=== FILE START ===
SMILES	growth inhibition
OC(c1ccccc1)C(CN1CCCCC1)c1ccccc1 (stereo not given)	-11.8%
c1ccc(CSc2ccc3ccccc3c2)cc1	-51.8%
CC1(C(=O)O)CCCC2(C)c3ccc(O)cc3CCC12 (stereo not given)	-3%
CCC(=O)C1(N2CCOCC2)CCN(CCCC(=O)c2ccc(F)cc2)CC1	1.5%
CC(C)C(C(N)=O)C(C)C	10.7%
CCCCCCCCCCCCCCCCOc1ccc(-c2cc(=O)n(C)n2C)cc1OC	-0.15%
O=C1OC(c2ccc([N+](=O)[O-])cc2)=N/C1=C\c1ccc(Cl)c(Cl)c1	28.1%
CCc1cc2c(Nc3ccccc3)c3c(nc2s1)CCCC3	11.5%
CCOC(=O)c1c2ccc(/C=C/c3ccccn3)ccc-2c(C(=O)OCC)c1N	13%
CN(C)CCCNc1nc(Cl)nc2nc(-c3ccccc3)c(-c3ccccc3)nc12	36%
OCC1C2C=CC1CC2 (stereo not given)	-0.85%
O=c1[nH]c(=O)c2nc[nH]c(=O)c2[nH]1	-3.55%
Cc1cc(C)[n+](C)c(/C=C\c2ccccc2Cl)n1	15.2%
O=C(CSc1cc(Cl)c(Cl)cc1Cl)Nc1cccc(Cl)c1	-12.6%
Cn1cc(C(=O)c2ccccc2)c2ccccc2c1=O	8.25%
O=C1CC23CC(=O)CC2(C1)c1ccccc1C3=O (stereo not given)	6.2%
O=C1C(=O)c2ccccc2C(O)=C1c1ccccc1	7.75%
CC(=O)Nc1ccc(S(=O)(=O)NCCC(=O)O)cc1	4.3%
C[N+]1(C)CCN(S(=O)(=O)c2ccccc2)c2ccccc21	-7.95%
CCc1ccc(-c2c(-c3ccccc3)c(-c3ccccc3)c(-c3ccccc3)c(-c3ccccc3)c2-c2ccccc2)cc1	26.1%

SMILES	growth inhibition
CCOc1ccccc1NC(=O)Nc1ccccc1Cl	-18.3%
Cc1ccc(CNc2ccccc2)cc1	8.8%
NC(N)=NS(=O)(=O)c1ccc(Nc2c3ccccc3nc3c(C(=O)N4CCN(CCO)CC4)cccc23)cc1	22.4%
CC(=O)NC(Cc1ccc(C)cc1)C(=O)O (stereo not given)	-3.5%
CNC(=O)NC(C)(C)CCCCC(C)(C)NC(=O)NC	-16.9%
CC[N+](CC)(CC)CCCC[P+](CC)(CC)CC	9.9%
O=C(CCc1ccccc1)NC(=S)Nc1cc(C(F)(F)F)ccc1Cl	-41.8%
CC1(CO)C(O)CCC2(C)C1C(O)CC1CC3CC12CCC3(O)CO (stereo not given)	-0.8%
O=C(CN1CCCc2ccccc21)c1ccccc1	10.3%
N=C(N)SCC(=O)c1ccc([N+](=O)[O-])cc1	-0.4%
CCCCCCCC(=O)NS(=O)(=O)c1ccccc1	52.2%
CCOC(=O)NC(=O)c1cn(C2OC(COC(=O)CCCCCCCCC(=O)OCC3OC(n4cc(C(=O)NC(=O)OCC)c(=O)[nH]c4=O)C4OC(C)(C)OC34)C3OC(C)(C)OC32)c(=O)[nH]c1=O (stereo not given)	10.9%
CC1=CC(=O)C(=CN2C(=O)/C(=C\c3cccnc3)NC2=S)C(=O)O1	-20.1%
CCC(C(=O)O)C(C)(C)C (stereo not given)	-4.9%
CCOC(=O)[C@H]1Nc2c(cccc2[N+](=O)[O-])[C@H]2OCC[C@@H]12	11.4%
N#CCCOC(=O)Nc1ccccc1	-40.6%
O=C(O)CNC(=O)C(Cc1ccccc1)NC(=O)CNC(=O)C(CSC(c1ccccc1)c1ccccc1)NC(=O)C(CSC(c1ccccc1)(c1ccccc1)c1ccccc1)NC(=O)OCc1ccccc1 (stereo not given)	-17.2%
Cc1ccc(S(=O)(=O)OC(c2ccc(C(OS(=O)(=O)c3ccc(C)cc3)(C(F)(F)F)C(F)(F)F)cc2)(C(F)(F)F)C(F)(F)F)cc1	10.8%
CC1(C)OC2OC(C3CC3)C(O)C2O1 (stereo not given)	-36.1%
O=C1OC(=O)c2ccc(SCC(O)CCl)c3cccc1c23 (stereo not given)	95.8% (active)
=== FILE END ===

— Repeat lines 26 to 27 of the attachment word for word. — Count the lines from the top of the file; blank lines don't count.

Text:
CC(=O)NC(Cc1ccc(C)cc1)C(=O)O (stereo not given)	-3.5%
CNC(=O)NC(C)(C)CCCCC(C)(C)NC(=O)NC	-16.9%